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CX.
Baba, who knew by experience when to talk

And when to hold his tongue, now held it till
This passion might blow o'er, nor dared to balk

Gulbeyaz' taciturn or speaking will.
At length she rose up, and began to walk

Slowly along the room, but silent still,
And her brow clear'd, but not her troubled eye-
The wind was down, but still the sea ran high.

CXI.
She stopp'd, and raised her head to speak—but paused,

And then moved on again with rapid pace ;
Then slacken'd it, which is the march most caused

By deep emotion :—you may sometimes trace
A feeling in each footstep, as disclosed

By Sallust in his Catiline, who, chased
By all the demons of all passions, show'd
Their work even by the way in which he trode.

CXII.
Gulbeyaz stopp'd and beckon’d Baba :-“Slave!

Bring the two slaves !” she said in a low tone,
But one which Baba did not like to brave,

And yet he shudder’d, and seem'd rather prone To prove reluctant, and begg’d leave to crave

(Though he well knew the meaning) to be shown What slaves her highness wish'd to indicate, For fear of any error,

like the late.

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CXIII. “ The Georgian and her paramour,” replied

The imperial bridemand added, “ Let the boat . Be ready by the secret portal's side: You know the rest.

.” The words stuck in her throat, Despite her injured love and fiery pride;

And of this Baba willingly took note,
And begg’d, by every hair of Mahomet's beard,
She would revoke the order he had heard.

CXIV. " To hear is to obey,” he said ; “ but still, Sultana, think

upon

the consequence : It is not that I shall not all fulfil

Your orders, even in their severest sense ; But such precipitation may end ill,

Even at your own imperative expense ; I do not mean destruction and exposure In case of any premature disclosure ;

CXV. “But your own feelings.--Even should all the rest

Be hidden by the rolling waves, which hide Already many a once love-beaten breast

Deep in the caverns of the deadly tideYou love this boyish, new seraglio guest,

And—if this violent remedy be tried Excuse my freedom, when I here assure you, That killing him is not the way to cure you."

CXVI. “What dost thou know of love or feeling ?-wretch! Begone!" she cried, with kindling eyes, and do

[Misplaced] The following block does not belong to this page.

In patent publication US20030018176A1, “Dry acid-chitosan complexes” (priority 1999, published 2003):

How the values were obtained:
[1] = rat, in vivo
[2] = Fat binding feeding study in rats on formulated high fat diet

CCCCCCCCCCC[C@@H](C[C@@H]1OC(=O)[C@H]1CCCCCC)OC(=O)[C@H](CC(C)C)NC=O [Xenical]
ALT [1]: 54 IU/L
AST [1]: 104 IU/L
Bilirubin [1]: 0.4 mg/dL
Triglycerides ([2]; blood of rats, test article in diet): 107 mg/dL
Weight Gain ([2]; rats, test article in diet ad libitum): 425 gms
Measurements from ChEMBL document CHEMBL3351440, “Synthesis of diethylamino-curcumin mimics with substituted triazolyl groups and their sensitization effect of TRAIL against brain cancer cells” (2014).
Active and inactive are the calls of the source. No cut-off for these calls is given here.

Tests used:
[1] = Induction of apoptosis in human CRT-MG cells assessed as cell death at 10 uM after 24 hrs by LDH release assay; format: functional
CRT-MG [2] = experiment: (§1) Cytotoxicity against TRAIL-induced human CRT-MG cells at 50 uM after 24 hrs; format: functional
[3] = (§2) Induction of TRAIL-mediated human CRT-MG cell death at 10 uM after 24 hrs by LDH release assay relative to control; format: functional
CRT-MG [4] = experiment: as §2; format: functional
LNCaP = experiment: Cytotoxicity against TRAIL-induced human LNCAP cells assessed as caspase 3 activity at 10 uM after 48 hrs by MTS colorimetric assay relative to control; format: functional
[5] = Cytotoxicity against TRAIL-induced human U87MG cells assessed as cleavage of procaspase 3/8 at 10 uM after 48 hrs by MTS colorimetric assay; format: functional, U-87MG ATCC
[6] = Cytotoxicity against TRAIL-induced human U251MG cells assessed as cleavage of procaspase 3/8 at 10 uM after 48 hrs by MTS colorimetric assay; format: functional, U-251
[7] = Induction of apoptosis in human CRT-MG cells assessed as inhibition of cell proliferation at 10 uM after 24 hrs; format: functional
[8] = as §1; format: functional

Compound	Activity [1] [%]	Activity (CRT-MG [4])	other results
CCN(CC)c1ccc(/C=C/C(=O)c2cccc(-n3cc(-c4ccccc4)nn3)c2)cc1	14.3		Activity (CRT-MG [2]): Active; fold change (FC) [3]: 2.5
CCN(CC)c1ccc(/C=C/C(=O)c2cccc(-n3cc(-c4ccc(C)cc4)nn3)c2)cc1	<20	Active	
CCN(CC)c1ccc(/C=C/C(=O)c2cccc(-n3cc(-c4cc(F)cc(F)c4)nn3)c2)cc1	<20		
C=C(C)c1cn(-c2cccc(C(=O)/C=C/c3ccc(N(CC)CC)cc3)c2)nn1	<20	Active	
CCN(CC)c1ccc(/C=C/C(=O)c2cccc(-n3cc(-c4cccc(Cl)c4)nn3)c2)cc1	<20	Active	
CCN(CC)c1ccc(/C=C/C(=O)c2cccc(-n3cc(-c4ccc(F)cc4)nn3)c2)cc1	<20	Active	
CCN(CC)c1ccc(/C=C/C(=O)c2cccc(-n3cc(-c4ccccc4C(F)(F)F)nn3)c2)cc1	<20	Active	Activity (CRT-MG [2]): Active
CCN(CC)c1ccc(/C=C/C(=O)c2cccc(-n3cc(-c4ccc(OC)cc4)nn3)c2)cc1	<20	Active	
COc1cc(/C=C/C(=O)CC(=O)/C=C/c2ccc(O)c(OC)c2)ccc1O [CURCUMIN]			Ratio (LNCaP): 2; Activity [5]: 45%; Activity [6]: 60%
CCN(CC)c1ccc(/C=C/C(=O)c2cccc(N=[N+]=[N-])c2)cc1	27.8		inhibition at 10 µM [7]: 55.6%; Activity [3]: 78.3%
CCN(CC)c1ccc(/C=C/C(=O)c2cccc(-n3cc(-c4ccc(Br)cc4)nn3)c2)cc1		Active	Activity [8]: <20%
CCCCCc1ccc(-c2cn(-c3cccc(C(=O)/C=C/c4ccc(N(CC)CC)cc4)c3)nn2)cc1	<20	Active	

66 My bidding !” Baba vanish'd ; for to stretch

His own remonstrance further, he well knew,
Might end in acting as his own “ Jack Ketch;”

And, though he wish'd extremely to get through
This awkward business without harm to others,
He still preferr’d his own neck to another's.

CXVII.
Away he went then upon his commission,

Growling and grumbling in good Turkish phrase Against all women, of whate'er condition,

Especially sultanas and their ways; Their obstinacy, pride, and indecision,

Their never knowing their own mind two days, The trouble that they gave, their immorality; Which made him daily bless his own neutrality.

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CXVIII.
And then he callid his brethren to his aid,

And sent one on a summons to the pair,
That they must instantly be well array’d,

And, above all, be comb'd even to a hair,
And brought before the empress, who had made

Inquiries after them with kindest care :
At which Dudù look'd strange, and Juan silly ;
But go they must at once, and will I-nill I.

CXIX.
And here I leave them at their preparation

For the imperial presence, wherein whether
Gulbeyaz show'd them both commiseration,

Or got rid of the parties altogether, Like other

angry

ladies of her nation-
Are things the turning of a hair or feather
May settle ; but far be 't from me to anticipate
In what way feminine caprice may dissipate.

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CXX.
I leave them for the present, with good wishes,

Though doubts of their well doing, to arrange Another part of history ;

for the dishes Of this our banquet we must sometimes change : And, trusting Juan may escape the fishes,

Although his situation now seems strange And scarce secure, as such digressions are fair, The Muse will take a little touch at warfare.

NOTE TO CANTO VI.

Stanza lxxy.

A “wood obscure,» like that where Dante found.

Nel mezzo del Cammin' di nostra vita
Mi ritrovai per una Selva oscura, &c., &c., &c.

CANTO VII.

Oh Love! oh Glory! what are ye? who fly

Around us ever, rarely to alight: There 's not a meteor in the polar sky

Of such transcendent and more fleeting flight. Chill, and chain’d to cold earth, we lift on high

Our eyes in search of either lovely light; A thousand and a thousand colours they Assume, then leave us on our freezing way.

II. And such as they are, such my present tale is,

A non-descript and ever-varying rhyme, A versified aurora borealis,

Which flashes o’er a waste and icy clime. When we know what all are, we must bewail us,

But ne'ertheless I hope it is no crime
To laugh at all things; for I wish to know
What, after all, are all things—but a show ?

III.
They accuse me-me—the present writer of

The present poem, of-I know not what,-
A tendency to under-rate and scoff

At human power and virtue, and all that ; And this they say in language rather rough.

Good God! I wonder what they would be at? I say no more than has been said in Dante's Verse, and by Solomon, and by Cervantes ;

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IV.
By Swift, Machiavel, and Larochefoucault;

By Fenelon, by Luther, and by Plato ;
By Tillotson, and Wesley, and Rousseau,

Who knew this life was not worth a potato. ’T is not their fault, nor mine, if this be so

For my part, I pretend not to be Cato,
Nor even Diogenes.-We live and die,
But which is best, you know no more than I.

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